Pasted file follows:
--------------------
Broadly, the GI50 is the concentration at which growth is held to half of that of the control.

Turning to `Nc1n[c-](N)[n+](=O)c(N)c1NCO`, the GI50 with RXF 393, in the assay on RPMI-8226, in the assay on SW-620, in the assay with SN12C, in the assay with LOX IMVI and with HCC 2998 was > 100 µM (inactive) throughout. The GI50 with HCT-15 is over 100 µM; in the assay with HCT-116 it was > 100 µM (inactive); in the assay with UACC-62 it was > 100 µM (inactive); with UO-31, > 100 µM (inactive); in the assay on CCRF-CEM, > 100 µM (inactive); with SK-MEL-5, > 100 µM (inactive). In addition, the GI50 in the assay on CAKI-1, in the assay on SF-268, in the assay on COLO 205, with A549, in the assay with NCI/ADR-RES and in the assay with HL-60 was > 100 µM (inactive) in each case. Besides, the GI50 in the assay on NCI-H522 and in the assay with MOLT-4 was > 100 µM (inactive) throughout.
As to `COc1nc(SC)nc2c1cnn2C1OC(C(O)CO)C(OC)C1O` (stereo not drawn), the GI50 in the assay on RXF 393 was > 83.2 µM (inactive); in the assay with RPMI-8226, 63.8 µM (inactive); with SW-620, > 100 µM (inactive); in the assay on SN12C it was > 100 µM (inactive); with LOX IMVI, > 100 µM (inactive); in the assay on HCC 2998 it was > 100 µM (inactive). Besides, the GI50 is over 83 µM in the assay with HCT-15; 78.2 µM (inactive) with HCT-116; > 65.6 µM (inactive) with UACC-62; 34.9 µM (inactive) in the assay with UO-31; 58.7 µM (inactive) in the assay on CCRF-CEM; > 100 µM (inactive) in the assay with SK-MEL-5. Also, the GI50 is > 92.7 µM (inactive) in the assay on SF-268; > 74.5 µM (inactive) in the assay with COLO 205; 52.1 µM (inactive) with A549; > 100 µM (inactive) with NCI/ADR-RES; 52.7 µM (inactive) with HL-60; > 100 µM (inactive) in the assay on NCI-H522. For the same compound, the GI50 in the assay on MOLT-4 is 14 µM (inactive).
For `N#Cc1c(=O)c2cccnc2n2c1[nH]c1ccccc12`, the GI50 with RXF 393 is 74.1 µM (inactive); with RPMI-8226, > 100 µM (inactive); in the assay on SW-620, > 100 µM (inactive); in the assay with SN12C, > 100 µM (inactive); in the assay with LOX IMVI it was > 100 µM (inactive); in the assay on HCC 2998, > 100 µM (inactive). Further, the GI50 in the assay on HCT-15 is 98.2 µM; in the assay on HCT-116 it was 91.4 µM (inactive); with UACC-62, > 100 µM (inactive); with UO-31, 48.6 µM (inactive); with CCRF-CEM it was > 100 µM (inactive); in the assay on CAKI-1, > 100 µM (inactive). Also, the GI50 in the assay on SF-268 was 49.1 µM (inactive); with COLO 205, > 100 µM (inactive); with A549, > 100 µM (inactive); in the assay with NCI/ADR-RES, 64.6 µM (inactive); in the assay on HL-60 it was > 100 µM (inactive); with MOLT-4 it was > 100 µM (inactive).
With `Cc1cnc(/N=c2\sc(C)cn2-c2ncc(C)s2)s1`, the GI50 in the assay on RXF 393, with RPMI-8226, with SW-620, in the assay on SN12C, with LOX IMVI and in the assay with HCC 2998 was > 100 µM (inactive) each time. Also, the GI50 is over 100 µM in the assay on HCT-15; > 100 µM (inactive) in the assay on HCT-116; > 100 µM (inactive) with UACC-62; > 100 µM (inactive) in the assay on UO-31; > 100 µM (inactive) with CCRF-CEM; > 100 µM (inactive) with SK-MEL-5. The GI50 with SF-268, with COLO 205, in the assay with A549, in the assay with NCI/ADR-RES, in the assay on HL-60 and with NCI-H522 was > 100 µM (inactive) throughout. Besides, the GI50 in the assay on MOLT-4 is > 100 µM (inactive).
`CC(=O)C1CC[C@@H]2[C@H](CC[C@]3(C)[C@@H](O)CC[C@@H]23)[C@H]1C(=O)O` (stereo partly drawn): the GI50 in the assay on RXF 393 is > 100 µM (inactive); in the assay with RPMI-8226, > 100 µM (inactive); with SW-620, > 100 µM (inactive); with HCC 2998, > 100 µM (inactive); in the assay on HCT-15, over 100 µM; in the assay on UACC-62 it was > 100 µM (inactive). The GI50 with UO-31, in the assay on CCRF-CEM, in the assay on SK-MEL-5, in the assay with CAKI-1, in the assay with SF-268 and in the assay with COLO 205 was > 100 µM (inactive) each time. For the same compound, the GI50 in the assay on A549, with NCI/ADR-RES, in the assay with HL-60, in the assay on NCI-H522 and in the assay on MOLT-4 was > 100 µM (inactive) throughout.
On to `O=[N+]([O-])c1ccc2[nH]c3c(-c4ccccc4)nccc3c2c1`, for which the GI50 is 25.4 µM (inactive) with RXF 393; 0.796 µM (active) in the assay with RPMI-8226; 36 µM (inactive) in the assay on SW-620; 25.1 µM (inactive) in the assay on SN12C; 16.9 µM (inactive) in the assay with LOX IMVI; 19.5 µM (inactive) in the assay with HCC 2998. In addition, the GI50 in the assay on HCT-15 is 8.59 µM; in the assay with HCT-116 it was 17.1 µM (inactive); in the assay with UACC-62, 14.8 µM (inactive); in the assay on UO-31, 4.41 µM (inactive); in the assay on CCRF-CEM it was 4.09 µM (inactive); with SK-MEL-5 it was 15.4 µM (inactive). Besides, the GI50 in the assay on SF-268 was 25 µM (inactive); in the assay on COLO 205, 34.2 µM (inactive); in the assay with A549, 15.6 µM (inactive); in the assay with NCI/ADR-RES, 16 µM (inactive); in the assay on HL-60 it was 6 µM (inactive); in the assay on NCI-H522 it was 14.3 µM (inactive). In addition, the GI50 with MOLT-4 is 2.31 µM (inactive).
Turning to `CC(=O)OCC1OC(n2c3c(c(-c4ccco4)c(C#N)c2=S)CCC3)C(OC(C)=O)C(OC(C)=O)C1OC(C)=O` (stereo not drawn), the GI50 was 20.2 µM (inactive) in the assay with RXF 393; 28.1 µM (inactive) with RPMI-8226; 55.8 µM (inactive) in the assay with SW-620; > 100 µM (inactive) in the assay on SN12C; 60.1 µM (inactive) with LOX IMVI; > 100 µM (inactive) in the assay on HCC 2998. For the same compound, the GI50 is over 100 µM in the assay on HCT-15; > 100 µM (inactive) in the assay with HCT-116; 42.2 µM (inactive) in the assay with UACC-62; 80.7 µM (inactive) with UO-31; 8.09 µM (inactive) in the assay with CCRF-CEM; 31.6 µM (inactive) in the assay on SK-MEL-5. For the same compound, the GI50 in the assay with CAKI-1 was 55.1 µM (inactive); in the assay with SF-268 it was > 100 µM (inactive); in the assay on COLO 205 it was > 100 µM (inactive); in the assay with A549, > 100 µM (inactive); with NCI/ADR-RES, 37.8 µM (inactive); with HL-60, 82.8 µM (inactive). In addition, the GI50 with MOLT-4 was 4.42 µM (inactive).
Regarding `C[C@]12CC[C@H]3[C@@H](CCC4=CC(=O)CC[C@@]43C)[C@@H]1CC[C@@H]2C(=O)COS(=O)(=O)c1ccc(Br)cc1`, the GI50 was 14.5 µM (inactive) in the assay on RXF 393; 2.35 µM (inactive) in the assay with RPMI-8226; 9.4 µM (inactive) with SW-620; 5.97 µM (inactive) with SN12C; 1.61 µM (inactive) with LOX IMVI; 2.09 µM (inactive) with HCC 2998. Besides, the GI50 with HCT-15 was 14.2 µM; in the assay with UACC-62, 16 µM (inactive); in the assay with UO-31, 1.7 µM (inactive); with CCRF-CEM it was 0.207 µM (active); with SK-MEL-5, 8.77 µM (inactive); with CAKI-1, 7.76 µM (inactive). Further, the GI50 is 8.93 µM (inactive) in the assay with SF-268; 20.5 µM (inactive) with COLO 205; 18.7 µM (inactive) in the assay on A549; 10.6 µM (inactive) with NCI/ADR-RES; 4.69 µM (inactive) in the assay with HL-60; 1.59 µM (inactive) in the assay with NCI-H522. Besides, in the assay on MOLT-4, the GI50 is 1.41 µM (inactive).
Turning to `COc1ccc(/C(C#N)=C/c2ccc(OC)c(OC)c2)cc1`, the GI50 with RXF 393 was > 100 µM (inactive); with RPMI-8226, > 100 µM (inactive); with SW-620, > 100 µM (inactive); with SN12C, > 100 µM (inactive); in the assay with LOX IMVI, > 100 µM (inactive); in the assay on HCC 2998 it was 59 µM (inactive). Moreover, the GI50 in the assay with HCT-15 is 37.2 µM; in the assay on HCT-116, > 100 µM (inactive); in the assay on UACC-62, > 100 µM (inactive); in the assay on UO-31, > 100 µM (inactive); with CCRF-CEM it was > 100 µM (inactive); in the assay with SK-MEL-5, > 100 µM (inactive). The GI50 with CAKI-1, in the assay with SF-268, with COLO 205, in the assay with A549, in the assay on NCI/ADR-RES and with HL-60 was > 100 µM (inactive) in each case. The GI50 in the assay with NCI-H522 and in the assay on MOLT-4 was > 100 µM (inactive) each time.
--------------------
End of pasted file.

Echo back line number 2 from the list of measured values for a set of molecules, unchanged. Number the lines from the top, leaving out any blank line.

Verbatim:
Turning to `Nc1n[c-](N)[n+](=O)c(N)c1NCO`, the GI50 with RXF 393, in the assay on RPMI-8226, in the assay on SW-620, in the assay with SN12C, in the assay with LOX IMVI and with HCC 2998 was > 100 µM (inactive) throughout. The GI50 with HCT-15 is over 100 µM; in the assay with HCT-116 it was > 100 µM (inactive); in the assay with UACC-62 it was > 100 µM (inactive); with UO-31, > 100 µM (inactive); in the assay on CCRF-CEM, > 100 µM (inactive); with SK-MEL-5, > 100 µM (inactive). In addition, the GI50 in the assay on CAKI-1, in the assay on SF-268, in the assay on COLO 205, with A549, in the assay with NCI/ADR-RES and in the assay with HL-60 was > 100 µM (inactive) in each case. Besides, the GI50 in the assay on NCI-H522 and in the assay with MOLT-4 was > 100 µM (inactive) throughout.